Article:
Dear Rafael.

I believe the standard errors are computed from (negative inverse of) the Hessian matrix - which is a matrix containing the second-order partial derivatives (or some numerical approximation of them) from the likelihood surface.

These values are measurements of the curvature of the likelihood surface. If the likelihood surface is highly curved (downwards, that is negatively) then this means that the ML solution is much more likely than other nearby possibilities, and the negative inverse of this value is a small quantity - indicating little variance (i.e., uncertainty) in the estimated parameter. Conversely, a large standard error (the square of which is the variance) indicates that the likelihood surface is very flat (that is, it has a very small negative curvature) around the ML solution.

In your particular case broadly overlapping CIs for the parameter estimates (which can be computed as theta+-1.96*SE) of theta probably mean that the 'adaptive peaks' of different regimes can't be distinguished one from the other; whereas a CI for alpha that included zero (for instance) might suggest that a BM model probably better fits the data.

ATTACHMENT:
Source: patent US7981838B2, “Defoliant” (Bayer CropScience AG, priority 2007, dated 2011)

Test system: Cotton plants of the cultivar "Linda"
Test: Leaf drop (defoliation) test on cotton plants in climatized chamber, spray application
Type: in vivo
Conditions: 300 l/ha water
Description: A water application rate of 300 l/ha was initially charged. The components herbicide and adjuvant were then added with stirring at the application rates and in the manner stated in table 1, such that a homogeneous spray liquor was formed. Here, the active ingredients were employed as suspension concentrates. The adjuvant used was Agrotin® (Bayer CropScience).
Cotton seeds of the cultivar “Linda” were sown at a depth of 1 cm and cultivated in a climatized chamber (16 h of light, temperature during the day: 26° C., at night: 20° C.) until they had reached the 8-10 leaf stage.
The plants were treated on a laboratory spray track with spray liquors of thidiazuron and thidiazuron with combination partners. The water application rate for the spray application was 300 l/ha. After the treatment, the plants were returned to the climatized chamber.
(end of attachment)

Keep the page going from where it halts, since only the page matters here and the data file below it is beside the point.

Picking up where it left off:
All the best, Liam

Liam J. Revell, Associate Professor of Biology
University of Massachusetts Boston
& Profesor Asociado, Programa de BiologĂ­a
Universidad del Rosario

On 4/4/2018 2:30 PM, Rafael S Marcondes wrote:
Dear all,

I'm writing (again!) to ask for help interpreting standard errors of parameter estimates in OUwie models.

I'm using OUwie to examine how the evolution of bird plumage color varies across habitat types (my selective regimes) in a tree of 229 tips. I was hoping to be able to make inferences based on OUMV and OUMVA models, but I was getting nonsensical theta estimates from those. So I've basically given up on them for now.

But even looking at theta estimates from OUM models, I'm getting really large standard errors, often overlapping the estimates from other selective regimes. So I was wondering what that means exactly. How are these erros calculated? How much do high errors it limit the biological inferences I can make? I'm more interested in the relative thetas across regimes than on the exact values (testing the prediction that birds in darker habitats tend to adapt to darker plumages than birds in more illuminated habitats).

I have attached a table averaging parameter estimates and errors from models fitted across a posterior distribution of 100 simmaps for four traits; and one exemplar fitted model from one trait in one of those simmaps.

Thanks a lot for any help,

*Rafael Sobral Marcondes*
PhD Candidate (Systematics, Ecology and Evolution/Ornithology)

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Louisiana State University
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